Thank you for having me. I hope you keep well and maybe we’ll meet on the trails one day.
You never know. You’ve got to do Grand Canyon because that’s about as hard as I can get right now. I would love to meet you someday.
The Evolution Of Healthcare In Turnkey Hospital With Morgan Reynolds
I am here with Morgan Reynolds who created Turnkey Hospital in response to the COVID-19 pandemic. Turnkey Hospital is a fully equipped, ready to move-in hospital that can be deployed almost anywhere in about 90 days. Setting new standards in providing excellent and accessible healthcare is what he does. Welcome, Morgan. I appreciate having you on the show.
Thank you for having me. I appreciate it.
I was looking forward to this. This is a horrible thing to have to do to come up with an idea, but a wonderful thing at the same time that you’re able to do this. This is such a challenging time. I’m curious about what you were doing before the pandemic and what got you into this.
It’s interesting that you ask that. Prior to this, what we were mainly focusing on was residential and commercial projects, high-rise developments, low-rise developments, multifamily subdivisions, entire subdivisions. Things started to change the beginning of 2020 with the pandemic approaching. The thought was like, “We see this urgent need starting to happen all over the world. How can we fill that need? How can we help? What can we do?” We’re a construction firm. We have a lot of different connections and abilities to make things happen. The urgent need for hospital beds was one of the key factors.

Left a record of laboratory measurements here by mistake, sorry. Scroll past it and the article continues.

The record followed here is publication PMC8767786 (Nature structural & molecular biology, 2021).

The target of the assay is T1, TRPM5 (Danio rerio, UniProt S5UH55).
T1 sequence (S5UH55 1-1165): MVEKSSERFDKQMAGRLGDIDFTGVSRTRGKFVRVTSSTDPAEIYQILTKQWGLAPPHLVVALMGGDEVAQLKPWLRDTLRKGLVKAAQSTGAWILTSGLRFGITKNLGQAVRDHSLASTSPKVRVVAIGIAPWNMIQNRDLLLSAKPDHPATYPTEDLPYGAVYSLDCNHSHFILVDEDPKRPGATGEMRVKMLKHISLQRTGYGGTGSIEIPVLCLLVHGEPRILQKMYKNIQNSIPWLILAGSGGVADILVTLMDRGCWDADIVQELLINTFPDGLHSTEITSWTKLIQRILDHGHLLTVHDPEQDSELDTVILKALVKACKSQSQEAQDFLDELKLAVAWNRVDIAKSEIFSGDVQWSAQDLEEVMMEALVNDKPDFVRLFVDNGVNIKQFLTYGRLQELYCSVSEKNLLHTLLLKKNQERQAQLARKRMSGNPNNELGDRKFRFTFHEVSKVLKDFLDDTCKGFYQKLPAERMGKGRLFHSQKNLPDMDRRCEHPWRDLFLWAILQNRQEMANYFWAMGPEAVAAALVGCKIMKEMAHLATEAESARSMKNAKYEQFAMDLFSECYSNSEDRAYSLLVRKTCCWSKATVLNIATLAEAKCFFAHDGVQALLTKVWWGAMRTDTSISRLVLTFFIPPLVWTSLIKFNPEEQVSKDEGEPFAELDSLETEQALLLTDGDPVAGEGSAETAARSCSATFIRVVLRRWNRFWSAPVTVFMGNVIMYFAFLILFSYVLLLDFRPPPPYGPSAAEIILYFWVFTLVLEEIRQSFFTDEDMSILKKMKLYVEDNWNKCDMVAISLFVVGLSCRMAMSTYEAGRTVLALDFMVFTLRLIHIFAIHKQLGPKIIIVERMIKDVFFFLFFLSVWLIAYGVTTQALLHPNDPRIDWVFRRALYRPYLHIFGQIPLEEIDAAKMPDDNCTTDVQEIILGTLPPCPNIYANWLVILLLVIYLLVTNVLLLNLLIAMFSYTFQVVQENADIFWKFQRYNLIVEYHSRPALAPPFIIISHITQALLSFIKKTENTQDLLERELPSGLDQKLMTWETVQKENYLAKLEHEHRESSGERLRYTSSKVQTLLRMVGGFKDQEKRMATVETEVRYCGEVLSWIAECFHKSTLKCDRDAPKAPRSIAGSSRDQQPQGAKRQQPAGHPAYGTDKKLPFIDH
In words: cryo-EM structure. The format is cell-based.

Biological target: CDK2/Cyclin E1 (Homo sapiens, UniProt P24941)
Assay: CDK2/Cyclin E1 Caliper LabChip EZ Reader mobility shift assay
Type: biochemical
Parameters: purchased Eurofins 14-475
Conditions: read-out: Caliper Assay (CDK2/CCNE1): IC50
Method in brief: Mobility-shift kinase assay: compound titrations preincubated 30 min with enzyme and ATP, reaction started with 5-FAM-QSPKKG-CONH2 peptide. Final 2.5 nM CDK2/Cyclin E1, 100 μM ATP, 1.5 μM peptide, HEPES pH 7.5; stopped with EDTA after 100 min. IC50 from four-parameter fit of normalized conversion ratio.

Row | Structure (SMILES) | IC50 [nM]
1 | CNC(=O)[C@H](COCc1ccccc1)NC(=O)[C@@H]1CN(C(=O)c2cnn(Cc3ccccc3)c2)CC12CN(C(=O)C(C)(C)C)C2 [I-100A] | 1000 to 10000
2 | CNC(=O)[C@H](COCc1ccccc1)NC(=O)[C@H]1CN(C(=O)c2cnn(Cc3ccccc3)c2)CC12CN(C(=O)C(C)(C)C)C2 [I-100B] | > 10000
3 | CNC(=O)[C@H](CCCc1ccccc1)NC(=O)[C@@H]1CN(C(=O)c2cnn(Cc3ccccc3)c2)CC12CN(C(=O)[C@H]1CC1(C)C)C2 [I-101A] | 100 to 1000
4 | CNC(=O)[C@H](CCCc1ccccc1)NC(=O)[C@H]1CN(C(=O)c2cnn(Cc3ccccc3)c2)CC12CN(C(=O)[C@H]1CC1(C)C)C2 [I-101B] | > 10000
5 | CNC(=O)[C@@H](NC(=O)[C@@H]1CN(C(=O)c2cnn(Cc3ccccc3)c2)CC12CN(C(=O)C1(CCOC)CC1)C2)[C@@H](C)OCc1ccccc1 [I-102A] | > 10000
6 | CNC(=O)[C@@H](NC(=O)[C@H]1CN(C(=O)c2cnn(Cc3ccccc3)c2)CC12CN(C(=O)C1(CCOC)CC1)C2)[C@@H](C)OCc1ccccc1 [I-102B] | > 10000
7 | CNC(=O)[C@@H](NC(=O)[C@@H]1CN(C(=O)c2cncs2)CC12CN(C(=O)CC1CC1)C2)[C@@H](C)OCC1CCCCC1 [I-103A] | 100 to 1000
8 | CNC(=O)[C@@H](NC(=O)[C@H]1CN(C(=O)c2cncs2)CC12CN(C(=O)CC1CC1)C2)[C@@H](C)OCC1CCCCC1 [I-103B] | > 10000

How can we rapidly deploy hospital beds anywhere in the world quickly? We’re not talking tent structures or facilities like that, which are temporary and don’t have any longevity. The thought process was, “If this is a short-term urgent need for hospital beds, what you do with the facility afterward?” If it’s convertible, if it’s adaptable and it can be converted into affordable housing, social housing afterward, it has a light beyond the urgent need for hospital beds. That’s what started to bring this all together.
I’m in Arizona and they were worried about what to do here. They took a former hospital, St. Luke’s, and looked at that to make it usable for extra beds. Some places they don’t have that empty hospital sitting there waiting for all of this. You say it’s not a tent structure so it’s built as a regular, like forever building. Is that what you’re saying? If it is and it becomes social housing, who owns it? How does that work?
They are a permanent structure. They’re stainless steel modules that deploy quickly. We put them on a permanent foundation so these are good forever. It’s not going to degrade. What we’ve seen is governments and various countries around the world are the ones who are mostly interested in these facilities. We’ve also seen private companies approach us for rehab centers and things along those lines. For the most part, governments are the ones who are purchasing these. Many of them need hospital beds right now. They like the fact that it’s convertible. They like the fact that it is adaptable. Afterwards, it can create an income.
I’m trying to envision this. Is there air conditioning, heat, electric insulation? What about all that stuff?Many of the governments from around the world have had an underserved need for hospitals prior to the pandemic. Click To Tweet
It’s got everything in it. It comes complete. The modules themselves arrive on site. They’ve already got everything in them, the electrical, the HVAC system for air conditioning and negative air pressure, you name it. They’re like Lego.
That’s what I’m picturing. Did you put them together?